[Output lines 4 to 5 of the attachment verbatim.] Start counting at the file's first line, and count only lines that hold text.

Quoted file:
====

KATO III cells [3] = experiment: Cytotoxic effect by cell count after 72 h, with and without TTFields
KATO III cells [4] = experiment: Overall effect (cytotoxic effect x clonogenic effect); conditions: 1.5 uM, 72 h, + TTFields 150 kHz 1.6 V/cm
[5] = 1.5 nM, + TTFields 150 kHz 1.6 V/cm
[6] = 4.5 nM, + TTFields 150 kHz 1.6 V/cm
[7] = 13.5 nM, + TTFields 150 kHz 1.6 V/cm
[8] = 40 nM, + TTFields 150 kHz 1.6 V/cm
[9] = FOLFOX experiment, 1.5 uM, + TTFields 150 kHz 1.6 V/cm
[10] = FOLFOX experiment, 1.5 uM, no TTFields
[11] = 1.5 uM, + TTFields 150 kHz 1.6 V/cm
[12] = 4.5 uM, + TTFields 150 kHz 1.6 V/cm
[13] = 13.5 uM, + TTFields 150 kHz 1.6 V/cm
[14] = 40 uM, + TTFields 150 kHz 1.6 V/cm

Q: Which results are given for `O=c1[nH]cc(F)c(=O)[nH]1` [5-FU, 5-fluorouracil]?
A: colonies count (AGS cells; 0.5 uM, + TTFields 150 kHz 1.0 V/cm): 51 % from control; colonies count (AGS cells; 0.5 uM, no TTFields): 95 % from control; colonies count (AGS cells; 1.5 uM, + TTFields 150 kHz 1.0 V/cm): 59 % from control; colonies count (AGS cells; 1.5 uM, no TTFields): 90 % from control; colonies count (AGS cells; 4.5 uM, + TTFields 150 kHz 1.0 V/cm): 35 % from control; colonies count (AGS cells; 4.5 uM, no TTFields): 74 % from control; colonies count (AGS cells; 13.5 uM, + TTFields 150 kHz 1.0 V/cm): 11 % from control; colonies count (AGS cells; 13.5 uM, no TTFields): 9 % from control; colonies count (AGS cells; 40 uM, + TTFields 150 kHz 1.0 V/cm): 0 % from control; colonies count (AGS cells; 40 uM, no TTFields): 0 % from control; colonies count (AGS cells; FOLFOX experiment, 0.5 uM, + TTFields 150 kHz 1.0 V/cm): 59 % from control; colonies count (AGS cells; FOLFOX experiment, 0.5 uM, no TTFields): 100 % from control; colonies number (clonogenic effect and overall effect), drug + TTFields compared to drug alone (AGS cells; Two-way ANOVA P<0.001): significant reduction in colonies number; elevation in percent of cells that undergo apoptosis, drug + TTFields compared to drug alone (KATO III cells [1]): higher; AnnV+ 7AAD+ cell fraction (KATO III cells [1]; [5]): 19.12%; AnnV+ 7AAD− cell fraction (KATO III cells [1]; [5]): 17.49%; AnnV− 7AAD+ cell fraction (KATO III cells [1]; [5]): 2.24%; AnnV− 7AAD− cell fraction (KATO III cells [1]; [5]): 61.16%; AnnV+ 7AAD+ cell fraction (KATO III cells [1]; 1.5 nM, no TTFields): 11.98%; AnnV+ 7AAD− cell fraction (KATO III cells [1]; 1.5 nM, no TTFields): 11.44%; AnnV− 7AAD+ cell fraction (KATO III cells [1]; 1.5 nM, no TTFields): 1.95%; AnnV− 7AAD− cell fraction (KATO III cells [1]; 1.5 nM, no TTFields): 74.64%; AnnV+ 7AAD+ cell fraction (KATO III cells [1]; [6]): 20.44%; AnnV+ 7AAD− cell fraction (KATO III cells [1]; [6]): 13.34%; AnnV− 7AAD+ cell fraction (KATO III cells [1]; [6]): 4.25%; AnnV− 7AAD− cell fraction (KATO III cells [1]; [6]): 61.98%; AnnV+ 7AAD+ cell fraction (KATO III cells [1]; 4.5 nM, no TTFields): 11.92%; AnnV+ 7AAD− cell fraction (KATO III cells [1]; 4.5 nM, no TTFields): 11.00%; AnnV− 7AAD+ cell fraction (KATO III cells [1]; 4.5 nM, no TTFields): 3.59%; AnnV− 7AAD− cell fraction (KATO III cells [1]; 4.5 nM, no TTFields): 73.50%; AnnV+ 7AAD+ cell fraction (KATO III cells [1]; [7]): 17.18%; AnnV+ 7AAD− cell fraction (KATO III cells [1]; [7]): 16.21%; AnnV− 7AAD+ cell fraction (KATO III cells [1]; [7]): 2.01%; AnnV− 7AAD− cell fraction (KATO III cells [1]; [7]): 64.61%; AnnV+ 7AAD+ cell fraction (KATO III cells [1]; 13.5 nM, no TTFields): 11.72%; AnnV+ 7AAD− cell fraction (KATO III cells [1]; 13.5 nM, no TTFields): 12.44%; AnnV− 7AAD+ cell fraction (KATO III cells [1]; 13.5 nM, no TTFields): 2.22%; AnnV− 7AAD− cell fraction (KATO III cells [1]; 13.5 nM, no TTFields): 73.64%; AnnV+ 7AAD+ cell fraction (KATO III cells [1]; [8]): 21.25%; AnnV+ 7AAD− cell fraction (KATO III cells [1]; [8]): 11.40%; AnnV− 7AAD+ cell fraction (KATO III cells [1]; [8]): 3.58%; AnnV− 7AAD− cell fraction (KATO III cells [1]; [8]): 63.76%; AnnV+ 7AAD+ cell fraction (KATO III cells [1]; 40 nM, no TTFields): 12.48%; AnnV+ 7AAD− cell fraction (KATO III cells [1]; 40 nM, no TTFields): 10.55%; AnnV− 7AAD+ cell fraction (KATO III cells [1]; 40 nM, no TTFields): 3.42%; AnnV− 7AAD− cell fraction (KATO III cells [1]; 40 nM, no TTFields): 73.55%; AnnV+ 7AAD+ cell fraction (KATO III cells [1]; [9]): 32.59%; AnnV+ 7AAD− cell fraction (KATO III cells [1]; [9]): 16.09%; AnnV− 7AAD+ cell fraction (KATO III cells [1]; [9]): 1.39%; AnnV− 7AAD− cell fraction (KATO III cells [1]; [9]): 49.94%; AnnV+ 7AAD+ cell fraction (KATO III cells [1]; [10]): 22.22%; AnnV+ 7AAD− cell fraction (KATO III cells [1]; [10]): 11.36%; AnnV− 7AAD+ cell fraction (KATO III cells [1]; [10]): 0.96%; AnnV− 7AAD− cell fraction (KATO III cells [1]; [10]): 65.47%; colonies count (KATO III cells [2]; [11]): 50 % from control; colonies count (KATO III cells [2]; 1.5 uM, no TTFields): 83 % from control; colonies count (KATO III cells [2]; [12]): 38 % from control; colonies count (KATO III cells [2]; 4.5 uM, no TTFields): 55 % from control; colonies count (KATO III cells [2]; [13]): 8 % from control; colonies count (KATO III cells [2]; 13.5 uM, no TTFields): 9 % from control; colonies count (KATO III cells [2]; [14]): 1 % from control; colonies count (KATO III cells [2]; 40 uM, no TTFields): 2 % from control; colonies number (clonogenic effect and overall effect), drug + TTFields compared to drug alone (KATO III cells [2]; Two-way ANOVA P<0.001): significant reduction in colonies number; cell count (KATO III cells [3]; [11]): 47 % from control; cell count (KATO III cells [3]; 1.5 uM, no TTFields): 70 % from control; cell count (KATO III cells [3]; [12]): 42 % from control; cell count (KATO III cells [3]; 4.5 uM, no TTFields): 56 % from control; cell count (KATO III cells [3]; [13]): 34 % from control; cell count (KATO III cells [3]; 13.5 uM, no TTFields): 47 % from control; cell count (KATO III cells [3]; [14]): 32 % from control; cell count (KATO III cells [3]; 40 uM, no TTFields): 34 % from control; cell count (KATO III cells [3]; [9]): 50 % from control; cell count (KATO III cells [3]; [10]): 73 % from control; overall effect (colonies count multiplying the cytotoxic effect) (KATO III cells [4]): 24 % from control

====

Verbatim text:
[6] = 4.5 nM, + TTFields 150 kHz 1.6 V/cm
[7] = 13.5 nM, + TTFields 150 kHz 1.6 V/cm